Bread clip

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A white bread clip

A bread clip is a device used to hold plastic bags closed, such as those in which sliced bread is commonly packaged. They are also commonly called bread tags, bread tabs, bread ties, bread buckles, or bread-bag clips. By sealing a bag more securely than tying or folding over its open end, the clip or tie may preserve the bag's contents longer.[1] In some cases, the color of the tag indicates the day on which it was baked, although there is no universal standard for the color code.

Designs[edit]

Simple[edit]

An assortment of simple bread clips

Most designs of bread clip consist of a single plastic part through which the neck of a plastic bag can be threaded. Because these clips are cheap, ubiquitous, and come in a variety of shapes and colors, some people collect them.[citation needed]

Most bread clips are made from plastic #6 polystyrene (PS),[2] but KLR Systems also makes cardboard bread clips.[3]

Such clips are also used for bagged milk. In Ontario, Quebec, New Brunswick, and Nova Scotia, Canada, the most common package is 4 litres—three 1.33-litre sealed bags in a larger bag, which is closed with a clip and imprinted with the milk's expected expiration date.

Mechanical[edit]

A more complex bread clip design involves two articulated plastic parts mounted on a pivot with a spring between them to provide tension.

History[edit]

A clip sealing a bag of buns displaying a best before date.

The bread clip was invented by Floyd G. Paxton and manufactured by the Kwik Lok Corporation, based in Yakima, Washington with manufacturing plants in Yakima and New Haven, Indiana. Kwik Lok Corporation's clips are called "Kwik Lok closures".

Paxton was known for repeatedly telling the story about how he came up with the idea of the bread clip. As he told it, he was flying home on an airliner in 1952 and opened a bag of peanuts, whereupon he realized he had no way to reclose it. He rummaged through his wallet and found an expired credit card and hand-carved his first bag clip with a small pen knife. When a fruit packer, Pacific Fruit, wanted to replace rubber bands with a better bag closure for its new plastic bags, Paxton remembered his bag of peanuts. He hand-whittled another clip from a small sheet of Plexiglas. With an order in hand for a million clips, Paxton designed a die-cut machine to produce the clips at high speed. Despite repeated attempts, Paxton never won a United States patent for his clips. He did win numerous patents for the high-speed "bag closing apparatus" that made the clips, inserted bread into bags and applied the clips for the finished product.[citation needed]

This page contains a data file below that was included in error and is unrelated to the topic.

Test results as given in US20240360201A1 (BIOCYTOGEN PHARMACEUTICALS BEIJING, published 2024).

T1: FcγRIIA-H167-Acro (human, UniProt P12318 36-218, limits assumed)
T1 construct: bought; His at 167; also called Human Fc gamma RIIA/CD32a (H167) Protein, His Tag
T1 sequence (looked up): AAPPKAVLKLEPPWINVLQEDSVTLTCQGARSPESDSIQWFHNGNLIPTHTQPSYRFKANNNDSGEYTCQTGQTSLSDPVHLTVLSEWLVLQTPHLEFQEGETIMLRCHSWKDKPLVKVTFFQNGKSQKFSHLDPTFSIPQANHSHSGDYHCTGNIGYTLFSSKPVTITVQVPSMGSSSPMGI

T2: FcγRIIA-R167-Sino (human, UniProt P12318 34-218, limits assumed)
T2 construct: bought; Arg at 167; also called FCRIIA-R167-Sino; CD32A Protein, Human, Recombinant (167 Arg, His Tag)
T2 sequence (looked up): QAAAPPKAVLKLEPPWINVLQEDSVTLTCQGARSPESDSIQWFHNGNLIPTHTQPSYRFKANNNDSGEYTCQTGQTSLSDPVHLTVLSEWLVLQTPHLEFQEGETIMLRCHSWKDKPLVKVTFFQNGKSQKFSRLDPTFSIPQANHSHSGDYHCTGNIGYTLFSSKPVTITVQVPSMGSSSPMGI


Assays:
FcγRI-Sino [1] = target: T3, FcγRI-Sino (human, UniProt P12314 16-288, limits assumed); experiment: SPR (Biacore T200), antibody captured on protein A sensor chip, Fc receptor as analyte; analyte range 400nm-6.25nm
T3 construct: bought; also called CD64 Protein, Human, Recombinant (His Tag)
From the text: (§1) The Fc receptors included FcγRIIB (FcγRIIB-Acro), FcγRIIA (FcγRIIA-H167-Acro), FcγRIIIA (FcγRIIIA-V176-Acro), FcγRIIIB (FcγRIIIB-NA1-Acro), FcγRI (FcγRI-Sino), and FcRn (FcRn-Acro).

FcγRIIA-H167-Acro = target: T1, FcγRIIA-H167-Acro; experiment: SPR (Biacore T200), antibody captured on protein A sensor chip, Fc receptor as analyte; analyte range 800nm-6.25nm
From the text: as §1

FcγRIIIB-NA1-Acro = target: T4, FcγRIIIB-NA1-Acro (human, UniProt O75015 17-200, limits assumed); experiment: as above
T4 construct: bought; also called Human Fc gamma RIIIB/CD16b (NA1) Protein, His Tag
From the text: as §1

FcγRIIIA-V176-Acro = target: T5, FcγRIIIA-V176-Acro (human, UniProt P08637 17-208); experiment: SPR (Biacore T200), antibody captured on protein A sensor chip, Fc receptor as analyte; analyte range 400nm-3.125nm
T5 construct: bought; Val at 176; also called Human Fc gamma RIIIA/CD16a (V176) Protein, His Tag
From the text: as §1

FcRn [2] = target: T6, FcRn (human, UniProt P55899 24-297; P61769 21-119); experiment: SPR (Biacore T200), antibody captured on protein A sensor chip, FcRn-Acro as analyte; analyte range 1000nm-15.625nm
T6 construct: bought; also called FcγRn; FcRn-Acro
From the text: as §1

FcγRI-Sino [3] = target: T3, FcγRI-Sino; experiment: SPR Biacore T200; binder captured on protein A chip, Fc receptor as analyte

The bread clip was developed in the early 1950s for a growing need to close plastic bags on the packaging line very efficiently. Manufacturers, using more and more automation in the manufacture and packaging of food, needed methods to raise production volumes and reduce costs. At the same time a hurried population of consumers wanted a fast and easy way to open and effectively seal food bags. The simple bread clip sufficed. In addition, re-closability became a selling point as smaller families and higher costs slowed consumption, leading to a potential for higher rates of spoilage.

Kwik Lok continues to be the main manufacturer of bread clips with Schutte as their European competitor.[4]

Parody in media[edit]

The parody website horg.com, created by John Daniel, coined the term "occlupanids" to describe bread clips,[A] and created a mock phylogeny of the different clip designs.[6] This term has since been referenced in popular media.[7][8][9]

Health risks - inhalation and ingestion[edit]

Case studies in the medical literature document instances of inhalation and ingestion.[10][5]

References[edit]

Notes[edit]

  1. ^ combining the Latin occlu- (to close) and -pan (bread)[5]

Citations[edit]

  1. ^ Locker, Melissa. "Bread Clips Are Way More Interesting Than You Think—and They're All Made by Just One Company". Southern Living. Retrieved 2021-12-15.
  2. ^ "Because You Asked: Can Bread Clips be Recycled?".
  3. ^ "KLR launches sustainable bag clip". 8 August 2019.
  4. ^ Grundhauser, Eric (25 May 2017). "Most of the World's Bread Clips Are Made by a Single Company". Atlas Obscura. Retrieved 27 April 2018.
  5. ^ a b Lehmer, LM; Ragsdale, BD; Daniel, J; Hayashi, E; Kvalstad, R (September 2011). "Plastic bag clip discovered in partial colectomy accompanying proposal for phylogenic plastic bag clip classification". BMJ Case Reports. 2011: bcr0220113869. doi:10.1136/bcr.02.2011.3869. PMC 3176375. PMID 22679182.
  6. ^ Daniels, John. "Holotypic Occlupanid Research Group". Archived from the original on 2021-08-13. Retrieved 2021-08-13.
  7. ^ Boyle, Rhianna (2014-10-20). "Toward a Taxonomy of the Plasticae: Meeting The Holotypic Occlupanid Research Group". The Lifted Brow. Archived from the original on 2021-08-13. Retrieved 2021-08-13.
  8. ^ Kohlstedt, Kurt (2017-09-25). "Bagged & Tagged: An Introductory Field Guide to Plastic Bread Clips". 99% Invisible. Archived from the original on 2021-08-13. Retrieved 2021-08-13.
  9. ^ "Critter of the Week: The occlupanid – a member of the phylum Plasticae". National Institute of Water and Atmospheric Research. 2016-05-19. Archived from the original on 2021-08-13. Retrieved 2021-08-13.
  10. ^ Karro, R; Goussard, P; Loock, J; Gie, R (May 2015). "The simple bread tag - a menace to society?". South African Medical Journal. 105 (5): 342–44. doi:10.7196/SAMJ.8996. hdl:10019.1/99354. PMID 26242660.